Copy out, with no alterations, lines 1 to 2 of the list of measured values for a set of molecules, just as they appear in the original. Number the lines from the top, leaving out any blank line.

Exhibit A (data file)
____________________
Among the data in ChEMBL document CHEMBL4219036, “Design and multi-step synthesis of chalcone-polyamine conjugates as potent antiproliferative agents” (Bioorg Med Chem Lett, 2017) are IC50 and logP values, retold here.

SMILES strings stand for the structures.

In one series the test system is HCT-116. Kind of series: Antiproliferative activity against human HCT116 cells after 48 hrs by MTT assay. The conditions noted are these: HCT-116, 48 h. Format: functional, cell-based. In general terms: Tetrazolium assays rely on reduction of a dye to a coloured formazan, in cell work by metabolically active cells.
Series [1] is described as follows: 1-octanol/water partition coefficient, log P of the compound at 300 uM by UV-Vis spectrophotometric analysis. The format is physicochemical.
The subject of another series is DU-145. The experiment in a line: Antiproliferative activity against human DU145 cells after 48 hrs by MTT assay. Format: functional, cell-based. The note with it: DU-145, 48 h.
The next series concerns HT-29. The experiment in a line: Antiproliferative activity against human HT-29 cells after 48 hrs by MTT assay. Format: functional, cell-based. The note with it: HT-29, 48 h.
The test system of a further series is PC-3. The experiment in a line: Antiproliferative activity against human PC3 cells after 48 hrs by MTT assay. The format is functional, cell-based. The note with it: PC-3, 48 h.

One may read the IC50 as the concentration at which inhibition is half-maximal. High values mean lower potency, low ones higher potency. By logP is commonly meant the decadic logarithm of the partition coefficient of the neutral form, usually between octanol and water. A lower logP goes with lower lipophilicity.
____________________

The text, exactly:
Among the data in ChEMBL document CHEMBL4219036, “Design and multi-step synthesis of chalcone-polyamine conjugates as potent antiproliferative agents” (Bioorg Med Chem Lett, 2017) are IC50 and logP values, retold here.

SMILES strings stand for the structures.